Friday, May 20, 2011

Stories of the Rapture: Media Bias, or Manipulation of the Media

It really ought to be ignored: the claim by Oakland evangelist Harold Camping that the rapture will come tomorrow.

Rapture is a Christian concept that says that, during the End Times, Christian believers will be taken up to heaven while the godless will be left on earth to face a cataclysm.

The concept has a sound basis in the scripture, specifically in Matthew 24, in which Jesus tells his followers about the coming catastrophe:
Two men will be in the field; one will be taken and the other left. Two women will be grinding with a hand mill; one will be taken and the other left.
Exactly when this will happen is another matter. And of course, no Christian leader other than Camping has given the slightest bit of credence to his calculations.

So why pay any attention to Camping?

Our first inclination is to blame the secular bias of the media. Liberal and secular reporters like stories that make Christians look like idiots. A bunch of Christians going to volunteer in a homeless shelter doesn’t fit the template, but a rather cultish crowd with a crackpot eschatology is highly congenial.

Which has a corollary. Any publicity-seeking Christian evangelist can garner a huge amount of unmerited attention by doing something outrageous.

And indeed Camping has gotten a huge amount of attention. Here is a screen capture we did from Google News a few minutes ago. As you can see, there are 1,519 sources on this story.

Interestingly, Christian fundamentalists are often accused of the sin of taking the Bible literally. But Camping isn’t doing that.

Jesus was quite explicit about end times predictions:
“No one knows about that day or hour, not even the angels in heaven, nor the Son, but only the Father.”
And of course, Paul told the Thessalonians:
Now, brothers, about times and dates we do not need to write to you, for you know very well that the day of the Lord will come like a thief in the night. While people are saying, “Peace and safety,” destruction will come on them suddenly, as labor pains on a pregnant woman, and they will not escape.
Both Jesus and Paul have essentially the same message: live as though the end could come at any time, since you are not going to be able to predict it.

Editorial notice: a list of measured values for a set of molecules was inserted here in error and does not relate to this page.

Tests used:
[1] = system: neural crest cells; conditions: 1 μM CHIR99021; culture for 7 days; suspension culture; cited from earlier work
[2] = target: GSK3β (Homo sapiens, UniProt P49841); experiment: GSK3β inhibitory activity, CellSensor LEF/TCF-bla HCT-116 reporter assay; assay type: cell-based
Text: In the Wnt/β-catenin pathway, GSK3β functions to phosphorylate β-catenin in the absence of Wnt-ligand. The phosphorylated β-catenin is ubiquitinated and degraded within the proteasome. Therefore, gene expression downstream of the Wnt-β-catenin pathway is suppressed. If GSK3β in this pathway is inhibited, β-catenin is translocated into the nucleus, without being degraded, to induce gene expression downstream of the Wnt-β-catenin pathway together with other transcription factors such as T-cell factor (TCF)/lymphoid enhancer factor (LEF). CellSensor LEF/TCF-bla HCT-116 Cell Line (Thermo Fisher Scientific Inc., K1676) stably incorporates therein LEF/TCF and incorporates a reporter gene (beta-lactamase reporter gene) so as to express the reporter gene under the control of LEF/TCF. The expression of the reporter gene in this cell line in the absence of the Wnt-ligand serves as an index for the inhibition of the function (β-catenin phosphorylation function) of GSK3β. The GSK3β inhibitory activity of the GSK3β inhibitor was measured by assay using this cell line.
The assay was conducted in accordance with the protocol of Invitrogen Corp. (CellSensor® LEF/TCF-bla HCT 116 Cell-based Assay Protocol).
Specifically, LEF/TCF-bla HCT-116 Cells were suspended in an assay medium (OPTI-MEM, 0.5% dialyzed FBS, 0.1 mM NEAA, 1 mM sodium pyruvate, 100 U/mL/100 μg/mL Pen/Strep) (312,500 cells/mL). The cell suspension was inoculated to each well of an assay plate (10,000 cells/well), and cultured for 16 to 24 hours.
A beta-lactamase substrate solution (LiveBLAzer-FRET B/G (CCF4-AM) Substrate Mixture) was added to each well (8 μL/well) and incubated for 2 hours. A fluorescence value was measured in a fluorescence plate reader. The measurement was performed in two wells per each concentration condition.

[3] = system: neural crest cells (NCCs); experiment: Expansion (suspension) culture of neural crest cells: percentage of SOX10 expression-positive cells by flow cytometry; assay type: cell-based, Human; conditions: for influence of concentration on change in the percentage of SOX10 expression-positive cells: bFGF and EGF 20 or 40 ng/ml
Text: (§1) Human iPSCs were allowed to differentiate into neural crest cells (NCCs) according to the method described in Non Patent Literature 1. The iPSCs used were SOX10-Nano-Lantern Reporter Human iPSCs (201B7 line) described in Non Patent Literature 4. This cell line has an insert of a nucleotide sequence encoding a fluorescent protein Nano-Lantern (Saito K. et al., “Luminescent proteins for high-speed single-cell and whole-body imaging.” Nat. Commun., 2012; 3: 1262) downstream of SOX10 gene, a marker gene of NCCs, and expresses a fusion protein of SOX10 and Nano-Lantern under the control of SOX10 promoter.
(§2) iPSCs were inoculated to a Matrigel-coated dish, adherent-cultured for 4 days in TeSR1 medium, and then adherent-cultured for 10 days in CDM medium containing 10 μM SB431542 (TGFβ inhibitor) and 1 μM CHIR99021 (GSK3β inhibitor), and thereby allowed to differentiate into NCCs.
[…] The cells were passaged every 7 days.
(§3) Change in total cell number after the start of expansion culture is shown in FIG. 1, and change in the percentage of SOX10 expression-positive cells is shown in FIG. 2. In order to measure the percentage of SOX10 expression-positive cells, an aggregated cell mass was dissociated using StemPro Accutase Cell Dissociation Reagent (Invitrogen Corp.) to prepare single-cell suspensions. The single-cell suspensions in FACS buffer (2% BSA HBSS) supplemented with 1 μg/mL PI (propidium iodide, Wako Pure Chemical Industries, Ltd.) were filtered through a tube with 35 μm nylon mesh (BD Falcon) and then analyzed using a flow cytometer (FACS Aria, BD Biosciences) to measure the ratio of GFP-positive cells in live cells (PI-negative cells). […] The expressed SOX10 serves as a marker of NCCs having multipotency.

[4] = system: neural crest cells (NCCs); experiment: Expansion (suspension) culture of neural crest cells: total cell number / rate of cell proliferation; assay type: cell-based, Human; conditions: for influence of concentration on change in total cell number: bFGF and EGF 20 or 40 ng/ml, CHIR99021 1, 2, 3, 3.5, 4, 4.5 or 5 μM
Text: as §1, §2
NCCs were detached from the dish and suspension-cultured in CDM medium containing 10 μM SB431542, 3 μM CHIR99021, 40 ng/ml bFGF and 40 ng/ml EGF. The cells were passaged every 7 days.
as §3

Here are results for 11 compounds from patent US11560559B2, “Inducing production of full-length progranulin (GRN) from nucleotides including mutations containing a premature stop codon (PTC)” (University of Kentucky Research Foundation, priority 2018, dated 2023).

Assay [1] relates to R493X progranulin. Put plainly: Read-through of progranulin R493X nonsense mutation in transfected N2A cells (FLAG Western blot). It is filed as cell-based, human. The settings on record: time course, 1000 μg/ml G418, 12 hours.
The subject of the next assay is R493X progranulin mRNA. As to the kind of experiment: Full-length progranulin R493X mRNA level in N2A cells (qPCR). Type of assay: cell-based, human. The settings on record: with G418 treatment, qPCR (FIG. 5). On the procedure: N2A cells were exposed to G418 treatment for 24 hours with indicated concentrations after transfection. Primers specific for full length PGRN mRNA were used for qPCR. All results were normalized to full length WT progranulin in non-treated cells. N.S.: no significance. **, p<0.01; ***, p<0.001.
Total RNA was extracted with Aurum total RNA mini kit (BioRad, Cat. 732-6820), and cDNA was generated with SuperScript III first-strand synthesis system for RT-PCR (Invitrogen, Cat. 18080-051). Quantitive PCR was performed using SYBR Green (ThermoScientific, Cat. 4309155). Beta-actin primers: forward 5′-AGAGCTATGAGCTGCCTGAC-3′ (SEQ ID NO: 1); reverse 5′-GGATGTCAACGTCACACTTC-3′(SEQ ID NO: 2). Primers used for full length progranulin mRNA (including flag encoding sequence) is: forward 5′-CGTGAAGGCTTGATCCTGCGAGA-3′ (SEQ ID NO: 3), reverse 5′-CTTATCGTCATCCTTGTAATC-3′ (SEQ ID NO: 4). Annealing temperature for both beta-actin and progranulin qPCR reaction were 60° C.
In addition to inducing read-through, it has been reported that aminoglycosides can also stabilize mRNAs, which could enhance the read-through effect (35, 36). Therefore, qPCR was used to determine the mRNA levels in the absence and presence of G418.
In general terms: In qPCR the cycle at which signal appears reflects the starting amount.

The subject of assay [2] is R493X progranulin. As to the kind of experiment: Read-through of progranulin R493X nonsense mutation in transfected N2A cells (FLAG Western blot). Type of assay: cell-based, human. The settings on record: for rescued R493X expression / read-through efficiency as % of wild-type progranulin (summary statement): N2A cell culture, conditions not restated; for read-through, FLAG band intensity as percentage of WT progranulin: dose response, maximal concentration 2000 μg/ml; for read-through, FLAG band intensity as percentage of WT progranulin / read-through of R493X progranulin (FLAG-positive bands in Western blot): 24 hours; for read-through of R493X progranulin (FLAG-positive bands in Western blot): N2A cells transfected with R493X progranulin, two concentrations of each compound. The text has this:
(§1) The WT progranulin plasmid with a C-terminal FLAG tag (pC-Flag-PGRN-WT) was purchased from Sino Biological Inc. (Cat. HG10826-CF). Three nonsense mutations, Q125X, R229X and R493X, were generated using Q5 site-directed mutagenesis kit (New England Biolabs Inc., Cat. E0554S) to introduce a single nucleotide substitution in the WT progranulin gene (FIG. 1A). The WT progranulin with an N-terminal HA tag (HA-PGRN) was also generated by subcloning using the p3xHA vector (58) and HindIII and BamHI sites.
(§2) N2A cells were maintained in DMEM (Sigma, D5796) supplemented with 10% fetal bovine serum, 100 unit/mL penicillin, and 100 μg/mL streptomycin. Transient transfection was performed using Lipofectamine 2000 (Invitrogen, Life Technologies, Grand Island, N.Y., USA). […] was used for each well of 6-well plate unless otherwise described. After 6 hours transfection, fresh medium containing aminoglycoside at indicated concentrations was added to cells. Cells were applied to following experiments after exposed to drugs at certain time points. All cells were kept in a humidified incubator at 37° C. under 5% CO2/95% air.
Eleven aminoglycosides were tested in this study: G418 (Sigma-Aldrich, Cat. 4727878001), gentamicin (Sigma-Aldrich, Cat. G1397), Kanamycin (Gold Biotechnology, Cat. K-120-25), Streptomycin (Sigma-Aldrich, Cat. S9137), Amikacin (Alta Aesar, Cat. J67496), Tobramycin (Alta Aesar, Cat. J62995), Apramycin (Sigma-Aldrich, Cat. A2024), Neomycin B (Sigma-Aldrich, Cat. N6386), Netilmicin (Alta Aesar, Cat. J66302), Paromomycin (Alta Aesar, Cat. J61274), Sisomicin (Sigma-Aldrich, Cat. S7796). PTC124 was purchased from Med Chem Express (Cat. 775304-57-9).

Camping should take the Bible literally on this point.

And the media should ignore people like him.

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Anonymous Anonymous said...

Hmmmm. And the difference between Camping's pronouncements and the Pope's are ..............

12:01 AM  
Anonymous Adam Ryback said...

Here is an example of the Pope's pronouncements:

We feel we must disagree with those prophets of gloom, who are always forecasting disaster, as though the end of the world were at hand.
Pope John XXIII
Opening Address of the Second Vatican Council
October 11, 1962
source Rorate Caeli

5:24 PM  
Blogger Beta Rube said...

I've been hearing my entire adult life that giving (er... I mean investing) more money in public education will make everything better.

Camping doesn't sound so goofy compared to the folks prognosticating this fantasy.

10:27 PM  
Blogger jimspice said...

"...crackpot eschatology..."

It's identical to conventional Christian thought except Campman puts a date on it.

12:09 AM  
Anonymous John Galvin said...

Remember the Population Bomb? 50% of the world's population would die due to Malthusian depletion of resources. Remember the Coming Ice Age? We'd all freeze to death. Remember the IPCC predicting in 2005 that by 2010 there'd be 5 million "climate change refugees"? Hell, Marx predicted the end of capitalism in about 1890! Talk about your "crackpot eschatology"! I'll take "conventional Christianity", which makes no time-driven predictions, only that the Lord will return, in HIS time. "When the Author walks on the stage, you know the play's over".

9:01 PM  
Blogger jimspice said...

JG, could you please provide a link which suggests the majority of the scientific community ever backed a "coming ice age" prediction?

You can't. Because it never happened. It's another denier talking point which has been soundly debunked and refuses to die.

2:43 PM  
Anonymous Rufus said...


I see no evidence that John Galvin ever claimed that the, "majority of the scientific community... backed a 'coming ice age.'" He merely asked if we remember the prediction. Many of us are familiar with article in Time magazine (1974): <>.

It is not clear to me why you were demanding that he shoulder this burden of proof. Do you suppose he thinks that the consensus of scientific opinion is not to be trusted? I think his point was only that we ought to be skeptical of "time-driven" doomsday predictions in all of their varieties.



7:33 PM  

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